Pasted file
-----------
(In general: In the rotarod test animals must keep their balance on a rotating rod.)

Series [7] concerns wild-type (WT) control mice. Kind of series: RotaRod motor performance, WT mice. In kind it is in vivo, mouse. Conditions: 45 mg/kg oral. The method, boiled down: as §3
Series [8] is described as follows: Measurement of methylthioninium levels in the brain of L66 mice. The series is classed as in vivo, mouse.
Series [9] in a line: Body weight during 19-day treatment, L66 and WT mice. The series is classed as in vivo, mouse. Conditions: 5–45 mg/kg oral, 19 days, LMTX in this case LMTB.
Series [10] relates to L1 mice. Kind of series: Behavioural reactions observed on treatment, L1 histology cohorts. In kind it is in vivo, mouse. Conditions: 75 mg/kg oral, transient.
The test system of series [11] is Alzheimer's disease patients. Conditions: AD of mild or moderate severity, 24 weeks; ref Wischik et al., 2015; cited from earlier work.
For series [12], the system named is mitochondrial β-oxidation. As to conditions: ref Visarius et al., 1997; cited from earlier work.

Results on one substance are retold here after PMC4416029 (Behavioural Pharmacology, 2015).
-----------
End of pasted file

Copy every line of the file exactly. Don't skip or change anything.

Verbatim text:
(In general: In the rotarod test animals must keep their balance on a rotating rod.)

Series [7] concerns wild-type (WT) control mice. Kind of series: RotaRod motor performance, WT mice. In kind it is in vivo, mouse. Conditions: 45 mg/kg oral. The method, boiled down: as §3
Series [8] is described as follows: Measurement of methylthioninium levels in the brain of L66 mice. The series is classed as in vivo, mouse.
Series [9] in a line: Body weight during 19-day treatment, L66 and WT mice. The series is classed as in vivo, mouse. Conditions: 5–45 mg/kg oral, 19 days, LMTX in this case LMTB.
Series [10] relates to L1 mice. Kind of series: Behavioural reactions observed on treatment, L1 histology cohorts. In kind it is in vivo, mouse. Conditions: 75 mg/kg oral, transient.
The test system of series [11] is Alzheimer's disease patients. Conditions: AD of mild or moderate severity, 24 weeks; ref Wischik et al., 2015; cited from earlier work.
For series [12], the system named is mitochondrial β-oxidation. As to conditions: ref Visarius et al., 1997; cited from earlier work.

Results on one substance are retold here after PMC4416029 (Behavioural Pharmacology, 2015).